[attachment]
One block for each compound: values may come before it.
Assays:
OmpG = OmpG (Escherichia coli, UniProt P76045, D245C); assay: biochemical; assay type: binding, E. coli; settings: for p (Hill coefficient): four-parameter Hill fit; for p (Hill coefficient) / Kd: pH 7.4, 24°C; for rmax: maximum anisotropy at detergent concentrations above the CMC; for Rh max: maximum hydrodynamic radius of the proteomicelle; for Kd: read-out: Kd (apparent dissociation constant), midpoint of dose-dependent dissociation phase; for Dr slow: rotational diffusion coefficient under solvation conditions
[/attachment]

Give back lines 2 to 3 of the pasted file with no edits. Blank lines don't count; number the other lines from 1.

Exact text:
Assays:
OmpG = OmpG (Escherichia coli, UniProt P76045, D245C); assay: biochemical; assay type: binding, E. coli; settings: for p (Hill coefficient): four-parameter Hill fit; for p (Hill coefficient) / Kd: pH 7.4, 24°C; for rmax: maximum anisotropy at detergent concentrations above the CMC; for Rh max: maximum hydrodynamic radius of the proteomicelle; for Kd: read-out: Kd (apparent dissociation constant), midpoint of dose-dependent dissociation phase; for Dr slow: rotational diffusion coefficient under solvation conditions